Saturday, January 4, 2020

What are Archaebacteria?

Archaebacteria are primitive bacteria that often live in extreme environments. This domain includes the following: 
1) Thermophiles (“heat lovers”; see below for more about thermophiles), which live in very hot environments, including the hot sulfur springs of Yellowstone National Park,which reach temperatures ranging from 140 to 176°F (60–80°C). 
2)Halophiles (“salt lovers”), which live in locations with high concentrations of salinity, such as the Great Salt Lake in Utah (with salinity levels from 15 to 20 percent; seawater normally has a level of salinity of 3 percent); and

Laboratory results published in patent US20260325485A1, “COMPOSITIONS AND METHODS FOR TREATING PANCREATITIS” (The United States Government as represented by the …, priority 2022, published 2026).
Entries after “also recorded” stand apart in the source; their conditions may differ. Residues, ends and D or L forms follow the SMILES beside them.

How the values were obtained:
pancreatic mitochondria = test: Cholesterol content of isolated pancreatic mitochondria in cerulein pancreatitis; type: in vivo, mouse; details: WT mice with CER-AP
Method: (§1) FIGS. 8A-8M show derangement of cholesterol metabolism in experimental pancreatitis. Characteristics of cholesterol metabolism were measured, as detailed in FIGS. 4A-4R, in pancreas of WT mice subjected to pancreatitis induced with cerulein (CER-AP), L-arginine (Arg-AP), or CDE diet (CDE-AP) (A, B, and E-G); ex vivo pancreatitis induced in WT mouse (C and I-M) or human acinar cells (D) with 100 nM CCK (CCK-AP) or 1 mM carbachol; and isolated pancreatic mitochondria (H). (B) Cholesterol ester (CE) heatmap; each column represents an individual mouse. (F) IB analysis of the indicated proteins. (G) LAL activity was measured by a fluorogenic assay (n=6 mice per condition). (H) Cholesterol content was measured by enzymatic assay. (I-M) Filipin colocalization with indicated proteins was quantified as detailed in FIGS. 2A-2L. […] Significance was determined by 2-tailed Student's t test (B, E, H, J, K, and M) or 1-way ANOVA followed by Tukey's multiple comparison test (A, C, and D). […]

3)Methanogens that get their energy by using hydrogen gas (H2) to reduce carbon dioxide (CO2) to methane gas (CH4).
Fig: Halobacteria (shown here) are an example of Archaebacteria, a primitive form of bacteria that can surviveextreme environments.

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